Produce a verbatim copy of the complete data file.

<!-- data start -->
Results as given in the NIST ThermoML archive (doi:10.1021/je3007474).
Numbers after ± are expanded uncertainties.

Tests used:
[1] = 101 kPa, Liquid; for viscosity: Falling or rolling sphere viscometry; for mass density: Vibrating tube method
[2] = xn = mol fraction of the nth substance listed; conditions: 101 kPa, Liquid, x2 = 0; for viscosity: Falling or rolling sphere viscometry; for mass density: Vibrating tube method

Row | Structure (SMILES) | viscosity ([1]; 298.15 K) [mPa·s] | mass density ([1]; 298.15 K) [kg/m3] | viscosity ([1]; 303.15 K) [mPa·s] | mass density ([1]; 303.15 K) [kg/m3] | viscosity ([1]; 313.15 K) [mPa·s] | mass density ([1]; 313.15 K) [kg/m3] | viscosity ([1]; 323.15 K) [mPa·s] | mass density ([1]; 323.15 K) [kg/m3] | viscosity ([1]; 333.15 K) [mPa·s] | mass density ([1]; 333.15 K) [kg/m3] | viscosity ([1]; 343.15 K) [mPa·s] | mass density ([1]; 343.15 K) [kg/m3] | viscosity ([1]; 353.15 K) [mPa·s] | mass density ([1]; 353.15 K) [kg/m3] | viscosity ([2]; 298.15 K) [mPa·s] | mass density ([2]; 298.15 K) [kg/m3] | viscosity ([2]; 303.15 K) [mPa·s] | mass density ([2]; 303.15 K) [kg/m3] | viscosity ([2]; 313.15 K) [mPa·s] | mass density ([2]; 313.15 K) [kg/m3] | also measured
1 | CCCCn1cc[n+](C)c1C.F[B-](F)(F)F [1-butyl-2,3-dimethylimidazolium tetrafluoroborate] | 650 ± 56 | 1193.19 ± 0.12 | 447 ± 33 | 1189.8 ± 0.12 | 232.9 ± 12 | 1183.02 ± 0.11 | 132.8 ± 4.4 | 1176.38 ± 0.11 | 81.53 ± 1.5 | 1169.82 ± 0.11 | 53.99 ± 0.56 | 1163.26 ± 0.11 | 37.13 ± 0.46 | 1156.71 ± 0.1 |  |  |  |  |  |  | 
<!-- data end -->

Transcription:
Results as given in the NIST ThermoML archive (doi:10.1021/je3007474).
Numbers after ± are expanded uncertainties.

Tests used:
[1] = 101 kPa, Liquid; for viscosity: Falling or rolling sphere viscometry; for mass density: Vibrating tube method
[2] = xn = mol fraction of the nth substance listed; conditions: 101 kPa, Liquid, x2 = 0; for viscosity: Falling or rolling sphere viscometry; for mass density: Vibrating tube method

Row | Structure (SMILES) | viscosity ([1]; 298.15 K) [mPa·s] | mass density ([1]; 298.15 K) [kg/m3] | viscosity ([1]; 303.15 K) [mPa·s] | mass density ([1]; 303.15 K) [kg/m3] | viscosity ([1]; 313.15 K) [mPa·s] | mass density ([1]; 313.15 K) [kg/m3] | viscosity ([1]; 323.15 K) [mPa·s] | mass density ([1]; 323.15 K) [kg/m3] | viscosity ([1]; 333.15 K) [mPa·s] | mass density ([1]; 333.15 K) [kg/m3] | viscosity ([1]; 343.15 K) [mPa·s] | mass density ([1]; 343.15 K) [kg/m3] | viscosity ([1]; 353.15 K) [mPa·s] | mass density ([1]; 353.15 K) [kg/m3] | viscosity ([2]; 298.15 K) [mPa·s] | mass density ([2]; 298.15 K) [kg/m3] | viscosity ([2]; 303.15 K) [mPa·s] | mass density ([2]; 303.15 K) [kg/m3] | viscosity ([2]; 313.15 K) [mPa·s] | mass density ([2]; 313.15 K) [kg/m3] | also measured
1 | CCCCn1cc[n+](C)c1C.F[B-](F)(F)F [1-butyl-2,3-dimethylimidazolium tetrafluoroborate] | 650 ± 56 | 1193.19 ± 0.12 | 447 ± 33 | 1189.8 ± 0.12 | 232.9 ± 12 | 1183.02 ± 0.11 | 132.8 ± 4.4 | 1176.38 ± 0.11 | 81.53 ± 1.5 | 1169.82 ± 0.11 | 53.99 ± 0.56 | 1163.26 ± 0.11 | 37.13 ± 0.46 | 1156.71 ± 0.1 |  |  |  |  |  |  | 